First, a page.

Subscribe to Entrepreneur for $5

Work Hard, Play Harder

3 entrepreneurs say that making time to get away makes them better, sharper business owners.

Opinions expressed by Entrepreneur contributors are their own.

One of the mistakes I made while running my internet company was not taking a vacation. I never made time for myself. Instead, I got to the office at 10 a.m. and was frequently still working at 11 p.m. or even 1 a.m., having dinner at that hour before heading home to start all over again the next day.

I'm fascinated by women who work hard but have learned the value of making time to play, especially when that play is just as extreme as their work efforts. How does their intense down time affect their work?

"I am available anytime my clients need me. If someone calls Fuentek at 5 p.m. looking for help with strategy by noon the next day, we deliver," says Laura A. Schoppe, 45, president of Fuentek LLC , an intellectual property and technology management services consultancy. Weekends and evenings aren't off-limits to her clients as her company aims to surpass $2 million in revenue this year.

Schoppe takes a week off annually to "go somewhere hot with access to a great pool." Every few years, she takes off more time. She spent a month in New Zealand touring the country on a motorcycle and went bungee jumping. Another time, she spent two weeks on a motorcycle in northern Spain. Next year, she's off to Costa Rica to go off-roading and zip lining. One of her goals is to skydive with a long free fall.

"I like speed a lot, but I also like to balance it with total relaxation," Schoppe says. "Hanging by the pool reading a book is a great way to flush away all the stresses and concerns. Zipping by on a motorcycle helps to re-energize me."

Schoppe says her activities help her to do a better job of handling anything work throws at her, but she also is able to make business decisions calmly. She believes that being away is good for her team, too. The downside of her preferred leisure activities is the possibility that she might get injured, which would impact her company.

Eight weeks of vacation per year and a lot of three-day weekends are how Jessica Browder-Stackpoole, 34, achieves balance between work and life. The founder and CEO of the $5.5 million to $10 million event-staffing company EventPro Strategies has rock climbed the red rocks in Las Vegas and Sedona, Arizona; ocean kayaked and camped the Sea of Cortez islands in Mexico; river kayaked the Snake River, Jackson, Wyoming--all 11 of the rapids, including Big Kahuna and Lunchbox; and surfed, zip lined, boated and snorkeled at her wedding in Suyulita, Mexico.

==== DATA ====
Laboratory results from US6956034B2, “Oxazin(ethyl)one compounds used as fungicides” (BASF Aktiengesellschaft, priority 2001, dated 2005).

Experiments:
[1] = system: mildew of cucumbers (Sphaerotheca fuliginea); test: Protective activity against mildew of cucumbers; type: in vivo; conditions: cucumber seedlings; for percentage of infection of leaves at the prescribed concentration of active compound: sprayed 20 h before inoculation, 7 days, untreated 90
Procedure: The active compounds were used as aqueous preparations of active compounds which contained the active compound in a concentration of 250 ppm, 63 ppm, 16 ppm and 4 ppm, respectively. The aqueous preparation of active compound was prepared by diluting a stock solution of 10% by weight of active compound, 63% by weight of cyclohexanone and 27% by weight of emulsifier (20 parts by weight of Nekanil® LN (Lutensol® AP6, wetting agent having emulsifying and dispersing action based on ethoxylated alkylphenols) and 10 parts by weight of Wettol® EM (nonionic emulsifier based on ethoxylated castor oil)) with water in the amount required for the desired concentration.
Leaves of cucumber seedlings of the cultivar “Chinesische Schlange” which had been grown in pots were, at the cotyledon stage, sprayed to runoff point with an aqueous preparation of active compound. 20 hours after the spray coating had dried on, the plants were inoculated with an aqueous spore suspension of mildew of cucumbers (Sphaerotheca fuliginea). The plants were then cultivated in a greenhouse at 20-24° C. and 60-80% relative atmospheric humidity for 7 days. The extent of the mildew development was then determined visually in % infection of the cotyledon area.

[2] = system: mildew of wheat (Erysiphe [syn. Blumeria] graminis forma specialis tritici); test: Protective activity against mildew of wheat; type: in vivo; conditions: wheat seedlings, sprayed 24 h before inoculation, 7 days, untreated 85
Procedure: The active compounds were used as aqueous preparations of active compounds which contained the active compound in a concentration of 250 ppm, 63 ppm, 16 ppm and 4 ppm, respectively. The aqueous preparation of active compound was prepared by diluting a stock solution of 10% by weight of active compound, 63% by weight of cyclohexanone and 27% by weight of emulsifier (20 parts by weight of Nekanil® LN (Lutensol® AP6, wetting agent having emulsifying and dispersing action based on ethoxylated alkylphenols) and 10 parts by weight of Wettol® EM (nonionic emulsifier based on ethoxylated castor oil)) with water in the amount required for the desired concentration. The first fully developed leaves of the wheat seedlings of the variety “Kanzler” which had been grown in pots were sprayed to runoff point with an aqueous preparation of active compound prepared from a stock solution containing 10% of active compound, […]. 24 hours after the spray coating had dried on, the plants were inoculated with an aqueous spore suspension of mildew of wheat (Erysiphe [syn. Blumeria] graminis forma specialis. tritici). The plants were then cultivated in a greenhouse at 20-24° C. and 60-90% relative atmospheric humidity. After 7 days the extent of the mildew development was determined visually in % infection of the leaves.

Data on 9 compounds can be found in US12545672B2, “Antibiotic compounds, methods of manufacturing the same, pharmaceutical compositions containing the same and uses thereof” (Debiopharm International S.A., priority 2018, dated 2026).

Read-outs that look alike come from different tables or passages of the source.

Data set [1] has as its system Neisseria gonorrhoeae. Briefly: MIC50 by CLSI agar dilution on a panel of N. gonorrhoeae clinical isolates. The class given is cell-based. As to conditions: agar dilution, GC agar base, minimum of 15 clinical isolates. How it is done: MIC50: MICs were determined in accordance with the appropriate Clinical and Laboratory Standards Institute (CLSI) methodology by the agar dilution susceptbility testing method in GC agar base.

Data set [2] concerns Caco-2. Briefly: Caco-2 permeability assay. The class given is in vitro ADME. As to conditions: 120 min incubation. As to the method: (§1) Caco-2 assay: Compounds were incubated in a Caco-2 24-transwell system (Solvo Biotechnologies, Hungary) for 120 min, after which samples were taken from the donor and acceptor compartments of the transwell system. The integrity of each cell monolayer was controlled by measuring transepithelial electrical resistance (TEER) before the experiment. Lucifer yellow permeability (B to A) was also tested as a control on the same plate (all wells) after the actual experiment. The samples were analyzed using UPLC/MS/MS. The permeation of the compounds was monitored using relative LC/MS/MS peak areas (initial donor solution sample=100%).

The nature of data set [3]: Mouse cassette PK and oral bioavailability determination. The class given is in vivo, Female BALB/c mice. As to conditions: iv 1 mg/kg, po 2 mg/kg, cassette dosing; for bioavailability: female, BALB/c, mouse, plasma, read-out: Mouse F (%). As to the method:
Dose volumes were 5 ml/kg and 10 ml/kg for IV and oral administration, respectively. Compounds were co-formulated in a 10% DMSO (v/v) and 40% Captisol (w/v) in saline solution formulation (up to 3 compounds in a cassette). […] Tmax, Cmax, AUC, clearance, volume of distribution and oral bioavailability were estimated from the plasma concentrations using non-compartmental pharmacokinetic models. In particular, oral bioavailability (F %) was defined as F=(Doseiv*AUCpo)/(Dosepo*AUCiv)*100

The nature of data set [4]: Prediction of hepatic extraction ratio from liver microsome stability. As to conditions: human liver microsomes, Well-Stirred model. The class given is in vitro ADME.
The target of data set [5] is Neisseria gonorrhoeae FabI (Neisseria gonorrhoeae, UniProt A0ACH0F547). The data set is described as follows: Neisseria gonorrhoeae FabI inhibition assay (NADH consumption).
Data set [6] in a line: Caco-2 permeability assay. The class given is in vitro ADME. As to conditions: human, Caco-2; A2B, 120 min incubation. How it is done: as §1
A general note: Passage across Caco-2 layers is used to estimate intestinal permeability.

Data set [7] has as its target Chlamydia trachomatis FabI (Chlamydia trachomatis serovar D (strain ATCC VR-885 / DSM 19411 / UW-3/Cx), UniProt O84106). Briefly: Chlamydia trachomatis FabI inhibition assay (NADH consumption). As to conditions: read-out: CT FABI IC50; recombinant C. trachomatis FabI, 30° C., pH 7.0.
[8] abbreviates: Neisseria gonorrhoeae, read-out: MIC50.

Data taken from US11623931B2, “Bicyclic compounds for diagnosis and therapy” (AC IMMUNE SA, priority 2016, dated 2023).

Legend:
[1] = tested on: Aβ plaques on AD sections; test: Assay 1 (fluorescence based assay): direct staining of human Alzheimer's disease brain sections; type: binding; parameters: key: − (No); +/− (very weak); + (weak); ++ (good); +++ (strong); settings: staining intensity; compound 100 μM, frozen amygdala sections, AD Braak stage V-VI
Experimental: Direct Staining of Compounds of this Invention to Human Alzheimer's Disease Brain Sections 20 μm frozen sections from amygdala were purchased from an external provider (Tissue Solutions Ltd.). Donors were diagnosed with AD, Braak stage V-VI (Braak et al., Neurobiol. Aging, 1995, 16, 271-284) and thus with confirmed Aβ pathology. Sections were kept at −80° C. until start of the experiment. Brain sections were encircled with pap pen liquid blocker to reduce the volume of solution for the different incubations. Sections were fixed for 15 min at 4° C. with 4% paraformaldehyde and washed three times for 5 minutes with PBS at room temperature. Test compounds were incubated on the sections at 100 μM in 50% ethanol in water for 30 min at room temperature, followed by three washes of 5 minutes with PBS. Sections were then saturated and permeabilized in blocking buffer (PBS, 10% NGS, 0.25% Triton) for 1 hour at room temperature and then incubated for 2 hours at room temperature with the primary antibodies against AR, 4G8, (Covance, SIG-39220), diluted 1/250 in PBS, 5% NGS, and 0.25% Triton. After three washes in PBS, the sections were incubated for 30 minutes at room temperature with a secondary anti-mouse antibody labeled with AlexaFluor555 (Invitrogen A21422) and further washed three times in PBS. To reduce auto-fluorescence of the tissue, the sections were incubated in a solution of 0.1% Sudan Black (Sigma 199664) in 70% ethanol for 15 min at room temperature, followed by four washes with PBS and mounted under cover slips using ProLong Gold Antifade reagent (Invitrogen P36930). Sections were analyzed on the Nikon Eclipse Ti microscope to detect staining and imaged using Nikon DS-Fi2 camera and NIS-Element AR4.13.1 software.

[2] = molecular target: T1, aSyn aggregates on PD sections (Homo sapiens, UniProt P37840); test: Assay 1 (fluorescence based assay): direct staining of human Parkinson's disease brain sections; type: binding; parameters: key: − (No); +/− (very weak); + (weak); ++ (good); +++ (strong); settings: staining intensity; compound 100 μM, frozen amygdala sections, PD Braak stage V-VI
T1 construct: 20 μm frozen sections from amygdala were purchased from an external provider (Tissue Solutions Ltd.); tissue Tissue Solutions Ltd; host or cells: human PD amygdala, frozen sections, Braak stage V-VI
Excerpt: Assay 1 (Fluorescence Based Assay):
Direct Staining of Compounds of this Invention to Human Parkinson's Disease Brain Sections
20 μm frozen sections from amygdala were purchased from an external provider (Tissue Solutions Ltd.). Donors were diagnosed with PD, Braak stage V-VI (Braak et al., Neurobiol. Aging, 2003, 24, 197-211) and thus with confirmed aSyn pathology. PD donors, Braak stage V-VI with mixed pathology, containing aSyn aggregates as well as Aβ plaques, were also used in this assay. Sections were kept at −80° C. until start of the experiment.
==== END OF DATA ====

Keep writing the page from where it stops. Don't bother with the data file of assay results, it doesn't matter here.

"Upon my return from my adventurous trips, my big-picture thinking is always enriched. I feel inspired, healthier and truly recharged inside and out," she says.

While kayaking down the Snake River, Browder-Stackpoole fought a strong desire to turn back amid fears of moving forward. She finished her journey stronger mentally, physically and spiritually.

"I crave the fresh air, the scenery, challenge, adrenaline, the feeling of increased and the best sleep imaginable after a day of testing myself in new ways," she says. "These 'off-the-grid' escapes allow me to truly focus on the moment without distractions. During these times, I disconnect from my staff and find that they become more empowered as a result."

She always follows up her extreme activities with massages, great wine and food, plus time to transform back into the "girlie-girl" she also loves being.

"My outlet is competition," says Diane Kuehn, 43, president and CEO of VisionPoint Marketing . At 40, she decided to take up tennis. "I now play tennis an average of six days a week, sometimes for four to five hours a day. I'll usually change into my tennis clothes at the office and depart 30 minutes before a match or practice, then play for two to three hours before heading home to see the family."

Kuehn says tennis gives her a healthy outlet to be competitive as well as get some exercise. She has met several business contacts through tennis and, on occasion, takes clients out to play a round.

Adds Kuehn, "The golf course isn't the only place that business is done."

Entrepreneur Editors' Picks